For example, if a large percentage of your annual amount of work comes from existing clients (in the form of more and other types of work), create a procedure to measure the approximate percentage of work you/your firm does from the total available from that client. Most firms and practitioners do not have a system or procedure to regularly measure this critical statistic, and those that do measure it only for their best or key clients. This is a mistake because there is a lot of opportunity with clients who may use you or your firm for one or a few types of work.

3. Having an ongoing and robust pipeline of organic new business opportunities and qualified leads is critical to the continued success of every firm and practitioner.

Most firms do not quantify, track, or measure leads, qualified leads, or the cost of sales, i.e., the time and money spent on non-qualified opportunities. A qualified lead is defined as one in which an existing client, prospective client, or referral source communicates an interest in a legal or other area or topic.

Most often, qualified leads come in the form of questions a client or prospective client asks, such as, “Does your firm have a written cybersecurity policy it recommends?” “Does your firm do FCPA work?” “Are any of your partners experienced in oil and gas?” Clients or prospects ask these kinds of questions because they have (or someone they know has) a need for outside counsel, advice, or representation.

Consider creating a formal client development/sales pipeline that centralizes and tracks all or most opportunities...

Once a need is identified, it needs to be qualified, which consists of an internal review or assessment of the lead, which answers these (and other) questions in the affirmative: “Are there any conflicts?” “Is this the type of client our firm wants?” “Is this the type of legal work our firm wants and does well?” Then, the only way any qualified lead is converted into new legal work for the firm is if someone in the firm communicates directly with the person(s) who expressed the need. A firm lawyer, fee earner, or another firm representative needs to get in touch, stay in touch, respond appropriately and in a timely manner, follow up, and follow through to develop the lead and relationship into new work or a new client.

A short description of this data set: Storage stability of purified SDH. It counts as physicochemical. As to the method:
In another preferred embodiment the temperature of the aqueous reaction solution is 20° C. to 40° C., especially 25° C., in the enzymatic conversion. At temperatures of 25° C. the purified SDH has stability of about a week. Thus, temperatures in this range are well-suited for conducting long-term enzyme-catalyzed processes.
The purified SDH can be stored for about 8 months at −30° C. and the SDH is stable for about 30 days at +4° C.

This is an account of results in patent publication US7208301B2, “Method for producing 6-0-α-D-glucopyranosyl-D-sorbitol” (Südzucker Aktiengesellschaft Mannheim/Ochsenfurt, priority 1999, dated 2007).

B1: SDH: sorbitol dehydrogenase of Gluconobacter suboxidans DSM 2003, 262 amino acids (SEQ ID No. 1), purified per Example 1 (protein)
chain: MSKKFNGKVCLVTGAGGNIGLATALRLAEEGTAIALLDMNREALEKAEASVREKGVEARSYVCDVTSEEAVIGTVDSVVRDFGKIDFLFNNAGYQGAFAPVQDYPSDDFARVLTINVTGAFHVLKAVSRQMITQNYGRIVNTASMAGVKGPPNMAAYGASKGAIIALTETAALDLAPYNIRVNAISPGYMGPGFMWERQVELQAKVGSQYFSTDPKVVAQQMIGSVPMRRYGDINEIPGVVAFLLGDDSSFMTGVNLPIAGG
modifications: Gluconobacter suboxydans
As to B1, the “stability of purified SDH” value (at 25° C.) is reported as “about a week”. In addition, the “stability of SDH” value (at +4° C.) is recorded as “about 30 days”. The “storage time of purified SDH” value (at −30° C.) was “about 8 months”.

Lead qualification and relationship development are jobs and responsibilities that, in the past, were traditionally handled by firm lawyers and fee earners, but this is changing due to the time, effort, skill, and discipline these processes take. Consider creating a formal client development/sales pipeline that centralizes and tracks all or most opportunities. This can be accomplished using modern technologies that tie to the firm’s existing time and billing, conflicts, email platforms, and new matter intake systems.

4. Another example is to measure the ROI from the highest MBDCS cost centers.

For many firms and practitioners, the highest cost center (after salaries) is the total amount spent on producing hosting and attending seminars, conferences, and other events. To ensure an ROI from attendance, before approving funding, more firms are requiring fee earners to plan ahead for any conference or seminar they want to attend and to report back in an automated manner on opportunities, leads, and results after attending.

5. Measuring the ROI from websites, blogs, and social media posts is much easier because they live and are implemented online, and the data is already there.

But improvements can be made by creating measurable objectives for any online MBDCS effort in the future. What can be measured?

  • Qualified traffic
  • Conversion of visitors/readers into prospects
  • Engagement: What percentage of the visitors/readers are active in any given period?
  • Qualified marketing leads (MQLs): How many MQLs were generated?
  • Qualified sales leads (SQLs): How many SQLs and MQLs were distributed or sent to fee earners, lawyers, or others to qualify and follow up on?
  • Conversion: How many MQLs and SQLs resulted in new business/sales? How long did conversion take?

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The above is excerpted from the new book Survive & Thrive Post-Pandemic: A Guidebook for Legal & Professional Services Providers by Julie Savarino. Twenty percent of net proceeds from sales of the book will be donated to GlobalGiving, a highly rated international charity.